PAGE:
Wild Food Profile – Sweet Gum Tree
Beautiful garden tree, caretaker’s scourge, and herbalist’s prize, however you want to look at it the sweet gum tree is a remarkable plant found from New England to Florida and west to Texas. It is loved for the medicinal properties of its sap, leaves, and seeds, and hated for the hazards made from its hard spiky seedpods by gardeners and foragers alike who inevitably step on them or run them over with lawnmowers. However you feel towards the sweet gum I hope this article can bring a bit more appreciation towards its beneficial qualities and make you take a second look next time you’re out in the forest.
Sweet gum or Liquidambar styraciflua is a medium-sized tree growing up to 155 feet in height in a stunning pyramid shape that rounds out as the trees mature. They can live up to 400 years and attain a trunk that measures six feet in diameter. The dark green leaves are easily recognizable. They are palmate with five pointed lobes turning a brilliant red in the fall. The seedpods that grow throughout the summer are yellow and wingless and turn black and grow little wings as they mature. These are the well-known seedpods that cause so much attention. They are usually around the size of a quarter.
Sweet gum trees can be found all over the eastern portion of the United States. It is found growing in deep moisture retaining soils out in the open. It favors the same growing conditions as pine trees and often colonizes areas where commercial timber is planted. This competition leads to problems with commercial loggers that remove the sweet gums in the process of harvesting the more commercially desirable soft woods. Sweet gums, due to their shape and fall colors are often used as ornamental trees in parks and gardens. Because of this their true range is larger than that of their natural range but wild foods are wild so we will discuss them in the context of their natural range.
Common Uses – Past & Present
Within the confines of spring the modern as well as traditional use for the sweet gum tree is the sticky sap. Known as storax it has been harvested for centuries to be used as a flavoring agent to tobacco and a source of incense as well. Medicinal uses date back to the time of the Aztec empire where they collected it for treating skin infections. Many Native American cultures collect the sap for the treatment of coughs, dysentery, and wounds. Sweet gum sap has even been boiled with milk and ingested to relieve symptoms of diarrhea.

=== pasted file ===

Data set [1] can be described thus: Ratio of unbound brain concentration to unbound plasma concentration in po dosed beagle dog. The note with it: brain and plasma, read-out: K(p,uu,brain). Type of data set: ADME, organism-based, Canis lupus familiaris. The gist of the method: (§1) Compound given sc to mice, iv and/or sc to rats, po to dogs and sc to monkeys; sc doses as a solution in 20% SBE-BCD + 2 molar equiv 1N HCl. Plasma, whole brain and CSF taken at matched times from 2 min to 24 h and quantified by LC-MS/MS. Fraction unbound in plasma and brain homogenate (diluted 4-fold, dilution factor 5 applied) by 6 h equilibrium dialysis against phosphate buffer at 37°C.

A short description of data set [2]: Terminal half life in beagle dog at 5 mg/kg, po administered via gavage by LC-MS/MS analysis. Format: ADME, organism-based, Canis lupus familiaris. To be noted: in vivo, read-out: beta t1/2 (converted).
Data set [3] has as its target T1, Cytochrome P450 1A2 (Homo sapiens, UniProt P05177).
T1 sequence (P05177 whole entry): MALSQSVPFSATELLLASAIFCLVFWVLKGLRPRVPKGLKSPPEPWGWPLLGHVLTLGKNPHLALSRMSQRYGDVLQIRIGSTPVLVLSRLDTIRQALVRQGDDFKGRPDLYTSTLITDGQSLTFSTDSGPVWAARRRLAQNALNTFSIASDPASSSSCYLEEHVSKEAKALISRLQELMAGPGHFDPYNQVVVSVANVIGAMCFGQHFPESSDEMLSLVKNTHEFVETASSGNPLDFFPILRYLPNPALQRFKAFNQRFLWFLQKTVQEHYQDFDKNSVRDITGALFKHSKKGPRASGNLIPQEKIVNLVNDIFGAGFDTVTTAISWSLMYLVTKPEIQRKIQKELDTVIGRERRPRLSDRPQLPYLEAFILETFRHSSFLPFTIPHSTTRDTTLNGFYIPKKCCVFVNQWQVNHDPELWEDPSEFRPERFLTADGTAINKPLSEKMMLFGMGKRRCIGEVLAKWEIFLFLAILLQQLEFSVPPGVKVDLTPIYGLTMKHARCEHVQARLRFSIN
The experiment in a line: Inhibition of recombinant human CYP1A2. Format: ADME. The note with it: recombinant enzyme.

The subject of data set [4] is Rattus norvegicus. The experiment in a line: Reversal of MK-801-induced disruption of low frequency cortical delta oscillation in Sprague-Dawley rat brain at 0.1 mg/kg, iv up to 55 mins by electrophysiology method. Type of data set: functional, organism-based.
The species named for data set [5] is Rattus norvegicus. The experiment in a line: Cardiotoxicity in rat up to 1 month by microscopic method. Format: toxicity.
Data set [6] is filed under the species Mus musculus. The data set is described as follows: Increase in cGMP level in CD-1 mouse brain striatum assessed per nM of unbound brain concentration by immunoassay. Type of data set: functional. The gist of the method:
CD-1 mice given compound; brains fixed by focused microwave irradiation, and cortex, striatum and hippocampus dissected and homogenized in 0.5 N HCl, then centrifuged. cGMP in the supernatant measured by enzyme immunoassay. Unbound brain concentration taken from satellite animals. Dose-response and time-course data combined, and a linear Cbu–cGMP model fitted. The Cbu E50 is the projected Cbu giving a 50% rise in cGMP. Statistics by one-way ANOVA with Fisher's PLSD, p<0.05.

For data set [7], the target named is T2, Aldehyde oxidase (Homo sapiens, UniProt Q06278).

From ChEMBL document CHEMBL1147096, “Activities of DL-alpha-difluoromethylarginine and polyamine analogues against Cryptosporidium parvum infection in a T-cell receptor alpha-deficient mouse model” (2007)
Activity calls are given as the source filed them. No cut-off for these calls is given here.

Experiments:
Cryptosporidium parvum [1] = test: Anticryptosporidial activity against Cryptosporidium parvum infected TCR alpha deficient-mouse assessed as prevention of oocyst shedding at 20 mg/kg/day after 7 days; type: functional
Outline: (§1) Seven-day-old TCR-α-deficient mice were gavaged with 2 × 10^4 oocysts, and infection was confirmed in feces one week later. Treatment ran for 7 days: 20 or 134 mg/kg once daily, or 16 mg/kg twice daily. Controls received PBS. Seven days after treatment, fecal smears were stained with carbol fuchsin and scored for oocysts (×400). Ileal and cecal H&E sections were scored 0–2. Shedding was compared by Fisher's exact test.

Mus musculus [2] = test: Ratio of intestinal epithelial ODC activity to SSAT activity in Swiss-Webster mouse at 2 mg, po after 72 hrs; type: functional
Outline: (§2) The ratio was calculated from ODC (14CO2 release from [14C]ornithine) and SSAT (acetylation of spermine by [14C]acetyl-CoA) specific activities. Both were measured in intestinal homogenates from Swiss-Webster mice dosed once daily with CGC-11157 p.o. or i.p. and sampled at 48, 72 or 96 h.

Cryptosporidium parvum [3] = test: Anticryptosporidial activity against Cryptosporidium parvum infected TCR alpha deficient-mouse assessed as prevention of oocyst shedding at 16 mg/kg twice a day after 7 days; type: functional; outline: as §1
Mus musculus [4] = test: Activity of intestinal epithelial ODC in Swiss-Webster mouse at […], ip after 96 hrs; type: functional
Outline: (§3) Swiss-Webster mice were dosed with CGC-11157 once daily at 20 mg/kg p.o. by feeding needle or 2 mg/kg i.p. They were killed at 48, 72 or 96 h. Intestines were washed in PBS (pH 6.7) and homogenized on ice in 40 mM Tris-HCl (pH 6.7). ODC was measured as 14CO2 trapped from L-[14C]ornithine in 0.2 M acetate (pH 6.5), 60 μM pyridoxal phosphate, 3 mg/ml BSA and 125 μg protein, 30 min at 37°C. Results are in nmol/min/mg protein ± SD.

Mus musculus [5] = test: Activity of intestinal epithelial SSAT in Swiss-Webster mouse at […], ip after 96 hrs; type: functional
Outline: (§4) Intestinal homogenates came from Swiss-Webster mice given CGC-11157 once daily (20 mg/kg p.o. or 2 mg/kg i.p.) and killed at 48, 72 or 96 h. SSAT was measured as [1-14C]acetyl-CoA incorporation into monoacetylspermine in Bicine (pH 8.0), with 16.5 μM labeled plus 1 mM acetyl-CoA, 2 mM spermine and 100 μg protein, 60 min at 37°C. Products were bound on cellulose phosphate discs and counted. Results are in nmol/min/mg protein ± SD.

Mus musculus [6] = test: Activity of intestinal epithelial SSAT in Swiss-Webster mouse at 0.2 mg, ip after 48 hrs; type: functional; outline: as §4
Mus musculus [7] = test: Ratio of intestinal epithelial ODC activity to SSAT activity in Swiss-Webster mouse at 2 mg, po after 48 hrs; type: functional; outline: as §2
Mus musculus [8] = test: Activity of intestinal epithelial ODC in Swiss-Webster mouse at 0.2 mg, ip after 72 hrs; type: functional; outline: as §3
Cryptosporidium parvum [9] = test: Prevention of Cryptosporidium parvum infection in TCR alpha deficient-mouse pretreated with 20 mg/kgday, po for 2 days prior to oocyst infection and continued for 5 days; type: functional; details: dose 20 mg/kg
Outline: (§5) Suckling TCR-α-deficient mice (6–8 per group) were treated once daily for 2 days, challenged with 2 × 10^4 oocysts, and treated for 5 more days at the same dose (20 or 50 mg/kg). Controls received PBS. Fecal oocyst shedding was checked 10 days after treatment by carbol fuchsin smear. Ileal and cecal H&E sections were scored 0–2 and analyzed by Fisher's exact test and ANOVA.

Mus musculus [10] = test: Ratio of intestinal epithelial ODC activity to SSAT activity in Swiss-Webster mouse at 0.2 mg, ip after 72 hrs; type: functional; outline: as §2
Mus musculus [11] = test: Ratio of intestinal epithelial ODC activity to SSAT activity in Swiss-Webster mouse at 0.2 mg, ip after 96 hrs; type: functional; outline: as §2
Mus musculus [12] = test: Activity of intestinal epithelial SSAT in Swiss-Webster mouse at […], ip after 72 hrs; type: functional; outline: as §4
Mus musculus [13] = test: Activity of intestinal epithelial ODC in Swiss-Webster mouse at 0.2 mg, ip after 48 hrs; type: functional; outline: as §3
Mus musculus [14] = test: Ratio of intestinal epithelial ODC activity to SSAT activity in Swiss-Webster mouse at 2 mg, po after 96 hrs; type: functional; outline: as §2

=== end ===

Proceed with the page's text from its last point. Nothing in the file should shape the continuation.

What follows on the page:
Harvesting the sap of sweet gum is season specific. Like any tree species the sap migrates to the base of the tree in the fall where it is stored during the coldest months. Then as the season changes and the air begins to warm the sap travels back up into the whole tree. It is during this time that the sap is easiest to harvest. The movement up the trunk gives access to the sap along the inner bark when harvesting takes place. Depending on where you are throughout the sweet gum’s range the exact time of year will vary quite dramatically. Just remember it is when the weather begins to warm after winter.
How to Harvest
If you are interested in giving it a go and harvesting your own sweet gum sap there are a few steps to get you on your way. The sap flows within the inner bark so to access it you must cut away a small piece of the outer bark. Pay attention to the size of the piece you take away. Only cut a few inches in total. Leave this portion of the inner bark exposed for a few days and in the meantime it will ooze with sap. This is the natural defense mechanism for the tree to heal the wound left after the bark is removed. You are looking for sap that is firm. If it is the right consistency use a knife to pry off the pieces of sap and collect them in a small bowl. If you are using the bark as a chewing gum then you can use it straight away. If you are using it for other purposes then you may need to process it further.
Any discussion of harvesting wild plants has to include a consideration of the sustainability of harvesting such materials. Wild plants can grow anywhere and everywhere, but can also grow very sporadically and with unchecked harvesting can be eradicated from a particular area. Harvesting a tree like sweet gum it is easier to maintain sustainable practices. The trees are easily spotted so you can be sure not to harvest from the only specimen in the area and the method for harvesting is such that if the methods from above are followed then there should be no risk to the trees health. Looking at harvesting sap specifically, the keys to remaining sustainable are to only harvest a small amount from each tree. The sap is the food for the tree in the end so harvesting all of it would starve the tree and either stunt its growth or kill it outright.
Tall sprawling branches and crimson autumnal leaves make the sweet gum tree a beautiful sight to see out in the forest. Skip the corner store and find this eastern tree to take advantage of the natural source of chewing gum. Tap into centuries old traditions and learn more about how to prepare some of the many medicinal preparations sweet gum sap has to offer. Whether you’re a seasoned forager or just starting out the sweet gum tree is the perfect plant to have in your arsenal of native plants for natural remedies and unique food items. While in the forest check out for paper birch tree which is known for papery white bark and its ornamental leaves.
– Disclaimer –
This post is strictly intended for informational purposes. Please research further if you have allergies, or think you may have a reaction to certain vegetables, flowers, roots, and other wild plants which may be suitable for consumption before eating them. It is important to identify plants properly before eating.
*** GearWeAre is not responsible for any allergic reactions or mistaken identification of wildly grown edibles. ***